Several researchers have investigated anxiety as a significant inhibitor of IT and m-shopping adoption (e.g., [11], [12], [47], [64], [67]). Consumer anxiety about using IT focuses on individual’s ability and willingness to use technology-related tools [67]. Regarding m-commerce, according to [111], due to its newness and uniqueness in shopping encounters, m-commerce might provoke users’ anxiety to m-shopping adoption. [12] proved that anxiety impacts negatively on perceived ease of use of m-payments. Considering that m-commerce consists of data services that are not limited by temporal and spatial boundaries, consumer anxiety about using m-shopping is expected to exist and may be higher than anxiety about other shopping methods [111]. For example, while e-commerce demands a specific fixed local area network to access a website, m-commerce can be done everywhere via data services [44]. Furthermore, [11] mentioned that consumer anxiety about using data services is higher in the mobile environment because the responsibility for a failure or loss of a transaction may not be clear in this technology-mediated environment. [47] emphasized that anxiety increases since m-users are sensitive to services related to monetary transactions where they may lose both money and personal information. Taking into consideration the extremely personalized nature of mobile devices, it goes without saying that there is an increase in privacy and security concerns. Unfortunately, even skilled m-users may be frustrated while using m-commerce services because so many options have been placed into such a tiny device, and these “new capabilities often negatively affect users’ experience on other dimensions” [52] p. 7. As a consequence, individuals who are less anxious about using m-shopping also feel more comfortable utilizing it; so they are more likely to adopt m-commerce services. The volume of potential m-transactions is definitely expected to be higher in less anxious mobile users as well. Additionally, the more anxious the potential m-shopper is, the less easy its interaction with a mobile device for a monetary transaction will be. Thus, it is reasonably expected that he/ she will find it more difficult to shop via a mobile device than a free of anxiety individual. A stressful state of mind can undeniably disturb the easiness of m-shopping.

In this study, anxiety refers to negative emotions in cognitive states which evoked in actual or imaginary monetary online transactions via a mobile device [64]. Therefore, it is a vital concern to examine the role that negative emotional response plays in whether or not to adopt m-shopping.

Based on the aforementioned literature, the following hypotheses can be stated:

H4: Anxiety has a negative effect on m-shopping behavioral intention.

H5: Anxiety has a negative effect on perceived ease of use.

2.5 Mobile Skillfulness

Several studies have investigated skillfulness as a significant factor in influencing consumers’ behavior towards a specific technology (e.g., [25], [31]). Therefore, it is strongly recommended that skillfulness should also be examined as a driving factor in the area of mobile commerce (e.g., [64]). In this study, skillfulness refers to the individual’s assessment of his/ her ability to purchase online via a mobile device. It is assumed that the greater m-user’s capability belief the greater the chances to adopt and use mobile devices to shop online. For example, various studies found that the greater the user’s capability belief the greater user’s intrinsic motivation [22], [29], [64]. On the contrary, other researches have confirmed that people feel anxiety in their attempt to achieve particular behaviors that they do not perform skillfully [64]. Therefore, individual’s emotional arousal anxiety has been approved to negatively impact on his/ her perceived capability [22], [31], [64]. Furthermore, it is considered as important to understand the potential impact of mobile skillfulness to perceived enjoyment and perceived usefulness as well [9]. In specific, it is alleged that the greater the user’s capability belief the greater user’s gratification of m-shopping experience. Additionally, his/ her capability belief is expected to positively impact on perceived usefulness. Characteristically, [64] found that consumers’ lack of self-perception of mobile skillfulness can significantly reduce perceptions of enjoyment and usefulness. However, as far as it is concerned, both aforementioned factors have been slightly investigated by the academia regarding the m-commerce area of interest. Thus, based on the aforementioned literature, the following hypotheses can be stated:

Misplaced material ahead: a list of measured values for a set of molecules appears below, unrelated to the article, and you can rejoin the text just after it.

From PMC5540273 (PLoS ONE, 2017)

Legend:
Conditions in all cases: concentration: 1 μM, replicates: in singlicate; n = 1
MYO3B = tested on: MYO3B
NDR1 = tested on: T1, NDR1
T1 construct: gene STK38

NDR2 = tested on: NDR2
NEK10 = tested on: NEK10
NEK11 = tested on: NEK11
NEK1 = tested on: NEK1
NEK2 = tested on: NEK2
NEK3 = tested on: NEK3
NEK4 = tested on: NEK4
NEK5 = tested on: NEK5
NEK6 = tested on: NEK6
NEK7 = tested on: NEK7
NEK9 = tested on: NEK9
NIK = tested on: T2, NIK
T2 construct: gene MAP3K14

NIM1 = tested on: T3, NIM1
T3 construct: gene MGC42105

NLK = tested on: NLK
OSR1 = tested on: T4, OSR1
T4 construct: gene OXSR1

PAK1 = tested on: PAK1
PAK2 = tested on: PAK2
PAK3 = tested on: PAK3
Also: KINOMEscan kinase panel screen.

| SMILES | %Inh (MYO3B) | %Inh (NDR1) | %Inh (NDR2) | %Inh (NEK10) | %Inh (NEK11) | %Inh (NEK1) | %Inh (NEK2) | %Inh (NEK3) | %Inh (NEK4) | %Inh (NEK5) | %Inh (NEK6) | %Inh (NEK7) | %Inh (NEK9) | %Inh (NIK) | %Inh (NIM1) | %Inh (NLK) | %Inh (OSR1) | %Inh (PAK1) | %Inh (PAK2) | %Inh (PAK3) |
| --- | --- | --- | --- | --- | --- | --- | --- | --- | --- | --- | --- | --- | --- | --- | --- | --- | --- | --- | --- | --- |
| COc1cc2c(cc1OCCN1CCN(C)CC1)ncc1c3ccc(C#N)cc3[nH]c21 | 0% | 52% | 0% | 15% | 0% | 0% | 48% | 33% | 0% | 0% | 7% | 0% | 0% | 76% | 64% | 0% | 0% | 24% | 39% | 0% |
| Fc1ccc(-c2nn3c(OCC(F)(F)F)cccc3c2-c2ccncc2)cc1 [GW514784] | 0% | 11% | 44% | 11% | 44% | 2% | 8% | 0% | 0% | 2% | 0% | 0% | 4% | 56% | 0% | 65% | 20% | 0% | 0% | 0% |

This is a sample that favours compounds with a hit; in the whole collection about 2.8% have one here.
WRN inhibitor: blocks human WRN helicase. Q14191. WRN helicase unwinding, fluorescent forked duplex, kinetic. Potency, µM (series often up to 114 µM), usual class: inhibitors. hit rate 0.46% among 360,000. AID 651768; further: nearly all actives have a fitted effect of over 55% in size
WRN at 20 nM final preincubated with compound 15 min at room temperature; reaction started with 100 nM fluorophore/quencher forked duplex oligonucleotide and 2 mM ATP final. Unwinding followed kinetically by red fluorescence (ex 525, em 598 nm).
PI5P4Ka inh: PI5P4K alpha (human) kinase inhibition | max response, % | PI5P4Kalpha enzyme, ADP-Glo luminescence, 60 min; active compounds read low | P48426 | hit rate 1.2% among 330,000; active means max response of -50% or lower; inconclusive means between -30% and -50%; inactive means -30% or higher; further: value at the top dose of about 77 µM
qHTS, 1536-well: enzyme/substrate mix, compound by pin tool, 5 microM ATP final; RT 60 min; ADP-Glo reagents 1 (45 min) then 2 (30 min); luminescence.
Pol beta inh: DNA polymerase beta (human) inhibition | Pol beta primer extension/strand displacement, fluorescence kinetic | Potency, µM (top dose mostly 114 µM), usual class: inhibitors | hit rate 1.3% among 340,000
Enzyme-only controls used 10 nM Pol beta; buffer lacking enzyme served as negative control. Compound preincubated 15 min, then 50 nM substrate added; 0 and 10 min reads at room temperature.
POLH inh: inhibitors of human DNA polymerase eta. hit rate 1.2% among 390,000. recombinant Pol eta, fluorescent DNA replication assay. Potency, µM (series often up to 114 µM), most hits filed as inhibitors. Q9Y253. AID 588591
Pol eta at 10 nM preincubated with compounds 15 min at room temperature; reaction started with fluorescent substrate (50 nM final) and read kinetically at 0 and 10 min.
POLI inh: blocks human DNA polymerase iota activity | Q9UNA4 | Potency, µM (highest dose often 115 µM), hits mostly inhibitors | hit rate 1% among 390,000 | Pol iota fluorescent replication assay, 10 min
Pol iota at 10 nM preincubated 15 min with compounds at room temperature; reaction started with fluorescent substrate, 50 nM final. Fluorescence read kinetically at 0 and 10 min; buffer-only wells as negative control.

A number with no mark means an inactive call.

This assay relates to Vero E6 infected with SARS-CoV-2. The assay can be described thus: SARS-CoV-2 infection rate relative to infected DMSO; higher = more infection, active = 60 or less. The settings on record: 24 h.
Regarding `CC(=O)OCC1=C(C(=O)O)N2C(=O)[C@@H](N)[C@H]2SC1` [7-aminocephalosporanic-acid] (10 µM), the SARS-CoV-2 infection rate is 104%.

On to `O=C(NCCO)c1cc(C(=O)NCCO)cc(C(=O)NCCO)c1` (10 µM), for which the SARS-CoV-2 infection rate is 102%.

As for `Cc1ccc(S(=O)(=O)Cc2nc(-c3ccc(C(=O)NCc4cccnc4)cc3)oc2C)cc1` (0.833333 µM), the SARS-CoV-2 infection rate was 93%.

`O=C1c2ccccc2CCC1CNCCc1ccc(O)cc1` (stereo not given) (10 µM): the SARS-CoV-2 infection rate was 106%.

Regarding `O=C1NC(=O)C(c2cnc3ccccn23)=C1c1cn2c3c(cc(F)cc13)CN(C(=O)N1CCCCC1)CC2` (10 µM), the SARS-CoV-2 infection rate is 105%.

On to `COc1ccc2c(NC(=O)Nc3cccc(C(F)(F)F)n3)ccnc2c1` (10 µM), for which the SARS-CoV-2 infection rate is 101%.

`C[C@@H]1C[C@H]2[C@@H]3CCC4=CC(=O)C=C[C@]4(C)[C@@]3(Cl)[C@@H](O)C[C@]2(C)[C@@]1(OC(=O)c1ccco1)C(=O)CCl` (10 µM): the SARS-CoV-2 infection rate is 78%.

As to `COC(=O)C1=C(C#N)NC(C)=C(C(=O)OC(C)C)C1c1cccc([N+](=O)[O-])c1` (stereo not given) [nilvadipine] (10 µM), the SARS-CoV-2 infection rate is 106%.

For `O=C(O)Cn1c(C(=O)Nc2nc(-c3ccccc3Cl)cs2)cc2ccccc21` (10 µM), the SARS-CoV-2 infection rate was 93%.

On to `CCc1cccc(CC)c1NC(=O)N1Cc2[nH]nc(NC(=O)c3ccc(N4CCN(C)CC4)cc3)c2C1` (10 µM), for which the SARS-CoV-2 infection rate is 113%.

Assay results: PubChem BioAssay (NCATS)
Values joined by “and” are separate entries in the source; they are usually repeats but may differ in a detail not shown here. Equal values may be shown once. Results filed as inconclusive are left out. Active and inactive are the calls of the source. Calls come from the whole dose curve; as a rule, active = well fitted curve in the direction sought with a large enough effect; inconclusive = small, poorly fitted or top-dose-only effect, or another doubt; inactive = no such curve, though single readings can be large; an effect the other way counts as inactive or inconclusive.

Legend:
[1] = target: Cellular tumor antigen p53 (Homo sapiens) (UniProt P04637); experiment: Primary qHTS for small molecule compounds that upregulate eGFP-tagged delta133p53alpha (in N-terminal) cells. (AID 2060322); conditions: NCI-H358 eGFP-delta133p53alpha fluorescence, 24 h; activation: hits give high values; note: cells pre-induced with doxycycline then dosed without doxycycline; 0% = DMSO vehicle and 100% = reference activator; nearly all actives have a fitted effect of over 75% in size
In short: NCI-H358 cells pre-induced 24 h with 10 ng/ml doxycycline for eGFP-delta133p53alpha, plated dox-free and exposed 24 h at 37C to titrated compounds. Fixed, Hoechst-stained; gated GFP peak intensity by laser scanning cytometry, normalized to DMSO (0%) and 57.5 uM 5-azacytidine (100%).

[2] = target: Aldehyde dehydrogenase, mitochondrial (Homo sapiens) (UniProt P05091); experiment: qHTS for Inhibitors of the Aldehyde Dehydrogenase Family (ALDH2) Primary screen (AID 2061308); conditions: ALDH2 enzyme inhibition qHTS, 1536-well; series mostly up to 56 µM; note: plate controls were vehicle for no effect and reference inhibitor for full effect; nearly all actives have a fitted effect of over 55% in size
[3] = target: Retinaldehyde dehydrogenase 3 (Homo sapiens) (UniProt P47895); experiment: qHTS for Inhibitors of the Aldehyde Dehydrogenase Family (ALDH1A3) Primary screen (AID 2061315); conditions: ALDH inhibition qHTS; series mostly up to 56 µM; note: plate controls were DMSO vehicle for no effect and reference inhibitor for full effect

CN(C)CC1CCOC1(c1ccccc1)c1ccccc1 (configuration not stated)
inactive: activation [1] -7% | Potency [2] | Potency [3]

H6: Mobile skillfulness has a positive effect on m-shopping behavioral intention.

H7: Mobile skillfulness has a negative effect on anxiety.

H8: Mobile skillfulness has a positive effect on perceived enjoyment.

H9: Mobile skillfulness has a positive effect on perceived usefulness.

2.6 Trust

In order to define and measure trust, there have been many suggestions in literature attributing it to meanings like privacy protection permitting a user to choose how his or her personal information is used [16], or perceived credibility showing that one partner believes that the other partner has the required expertise to perform a job effectively and reliably [20], [23]. [78] stated that trust in e-commerce is the belief that allows consumers to willingly become vulnerable to the online retailers after having considered the retailers’ characteristics including goodwill trust (benevolence) and credibility (honesty, reliability, and integrity). [70] divided the entity of trust in two sub-entities: trust in technology and trust in service providers. Trust in technology redirects to technical protocols, transaction standards, regulating policies, and payment systems [70], whereas, according to [16] analysis for e-commerce services, trust in service providers refers to ability -the user’s perception of provider’s competencies and knowledge salient to the expected behaviour, integrity -the user’s perception that the service providers will adhere to a set of principles or rules of exchange acceptable to the users during and after the exchange, and benevolence -the service provider is believed to intend doing good to the users, beyond its own profit motive.